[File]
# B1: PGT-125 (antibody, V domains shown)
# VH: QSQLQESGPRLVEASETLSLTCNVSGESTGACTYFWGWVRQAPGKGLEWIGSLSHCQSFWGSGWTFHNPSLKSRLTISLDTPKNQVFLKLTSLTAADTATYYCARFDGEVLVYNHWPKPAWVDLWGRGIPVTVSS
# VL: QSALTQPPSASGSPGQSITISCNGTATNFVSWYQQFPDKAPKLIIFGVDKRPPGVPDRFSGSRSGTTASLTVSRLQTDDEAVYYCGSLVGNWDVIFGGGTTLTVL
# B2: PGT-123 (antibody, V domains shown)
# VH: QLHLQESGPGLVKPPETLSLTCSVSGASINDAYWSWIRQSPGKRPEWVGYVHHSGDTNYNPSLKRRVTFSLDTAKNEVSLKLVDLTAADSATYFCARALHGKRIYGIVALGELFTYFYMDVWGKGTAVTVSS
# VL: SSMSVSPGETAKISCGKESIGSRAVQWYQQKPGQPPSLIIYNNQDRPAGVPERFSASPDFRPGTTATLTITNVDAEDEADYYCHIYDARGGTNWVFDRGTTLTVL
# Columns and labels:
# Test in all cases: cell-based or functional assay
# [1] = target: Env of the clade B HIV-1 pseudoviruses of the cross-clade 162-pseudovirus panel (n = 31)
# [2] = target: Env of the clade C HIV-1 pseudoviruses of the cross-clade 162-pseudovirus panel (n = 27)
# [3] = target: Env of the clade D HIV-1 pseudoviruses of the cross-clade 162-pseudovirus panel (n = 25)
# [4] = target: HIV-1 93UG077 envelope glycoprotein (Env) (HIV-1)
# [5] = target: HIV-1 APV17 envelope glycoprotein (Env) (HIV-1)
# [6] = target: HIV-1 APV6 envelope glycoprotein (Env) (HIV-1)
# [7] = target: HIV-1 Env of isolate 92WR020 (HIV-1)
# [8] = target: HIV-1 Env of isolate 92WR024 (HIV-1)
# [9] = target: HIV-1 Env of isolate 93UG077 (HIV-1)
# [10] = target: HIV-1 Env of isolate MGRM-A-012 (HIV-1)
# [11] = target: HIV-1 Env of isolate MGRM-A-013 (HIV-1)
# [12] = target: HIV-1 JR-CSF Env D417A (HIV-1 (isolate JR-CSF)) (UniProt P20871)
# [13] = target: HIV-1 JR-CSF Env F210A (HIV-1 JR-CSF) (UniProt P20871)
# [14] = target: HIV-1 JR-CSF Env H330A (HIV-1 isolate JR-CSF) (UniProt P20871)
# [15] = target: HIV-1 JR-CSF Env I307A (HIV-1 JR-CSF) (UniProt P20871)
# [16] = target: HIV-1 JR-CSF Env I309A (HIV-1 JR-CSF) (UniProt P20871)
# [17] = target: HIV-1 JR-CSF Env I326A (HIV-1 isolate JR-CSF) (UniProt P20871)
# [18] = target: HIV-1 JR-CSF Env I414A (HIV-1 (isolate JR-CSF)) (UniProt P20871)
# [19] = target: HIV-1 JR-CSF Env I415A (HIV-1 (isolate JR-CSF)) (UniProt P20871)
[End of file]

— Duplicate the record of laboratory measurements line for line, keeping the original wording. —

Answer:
# B1: PGT-125 (antibody, V domains shown)
# VH: QSQLQESGPRLVEASETLSLTCNVSGESTGACTYFWGWVRQAPGKGLEWIGSLSHCQSFWGSGWTFHNPSLKSRLTISLDTPKNQVFLKLTSLTAADTATYYCARFDGEVLVYNHWPKPAWVDLWGRGIPVTVSS
# VL: QSALTQPPSASGSPGQSITISCNGTATNFVSWYQQFPDKAPKLIIFGVDKRPPGVPDRFSGSRSGTTASLTVSRLQTDDEAVYYCGSLVGNWDVIFGGGTTLTVL
# B2: PGT-123 (antibody, V domains shown)
# VH: QLHLQESGPGLVKPPETLSLTCSVSGASINDAYWSWIRQSPGKRPEWVGYVHHSGDTNYNPSLKRRVTFSLDTAKNEVSLKLVDLTAADSATYFCARALHGKRIYGIVALGELFTYFYMDVWGKGTAVTVSS
# VL: SSMSVSPGETAKISCGKESIGSRAVQWYQQKPGQPPSLIIYNNQDRPAGVPERFSASPDFRPGTTATLTITNVDAEDEADYYCHIYDARGGTNWVFDRGTTLTVL
# Columns and labels:
# Test in all cases: cell-based or functional assay
# [1] = target: Env of the clade B HIV-1 pseudoviruses of the cross-clade 162-pseudovirus panel (n = 31)
# [2] = target: Env of the clade C HIV-1 pseudoviruses of the cross-clade 162-pseudovirus panel (n = 27)
# [3] = target: Env of the clade D HIV-1 pseudoviruses of the cross-clade 162-pseudovirus panel (n = 25)
# [4] = target: HIV-1 93UG077 envelope glycoprotein (Env) (HIV-1)
# [5] = target: HIV-1 APV17 envelope glycoprotein (Env) (HIV-1)
# [6] = target: HIV-1 APV6 envelope glycoprotein (Env) (HIV-1)
# [7] = target: HIV-1 Env of isolate 92WR020 (HIV-1)
# [8] = target: HIV-1 Env of isolate 92WR024 (HIV-1)
# [9] = target: HIV-1 Env of isolate 93UG077 (HIV-1)
# [10] = target: HIV-1 Env of isolate MGRM-A-012 (HIV-1)
# [11] = target: HIV-1 Env of isolate MGRM-A-013 (HIV-1)
# [12] = target: HIV-1 JR-CSF Env D417A (HIV-1 (isolate JR-CSF)) (UniProt P20871)
# [13] = target: HIV-1 JR-CSF Env F210A (HIV-1 JR-CSF) (UniProt P20871)
# [14] = target: HIV-1 JR-CSF Env H330A (HIV-1 isolate JR-CSF) (UniProt P20871)
# [15] = target: HIV-1 JR-CSF Env I307A (HIV-1 JR-CSF) (UniProt P20871)
# [16] = target: HIV-1 JR-CSF Env I309A (HIV-1 JR-CSF) (UniProt P20871)
# [17] = target: HIV-1 JR-CSF Env I326A (HIV-1 isolate JR-CSF) (UniProt P20871)
# [18] = target: HIV-1 JR-CSF Env I414A (HIV-1 (isolate JR-CSF)) (UniProt P20871)
# [19] = target: HIV-1 JR-CSF Env I415A (HIV-1 (isolate JR-CSF)) (UniProt P20871)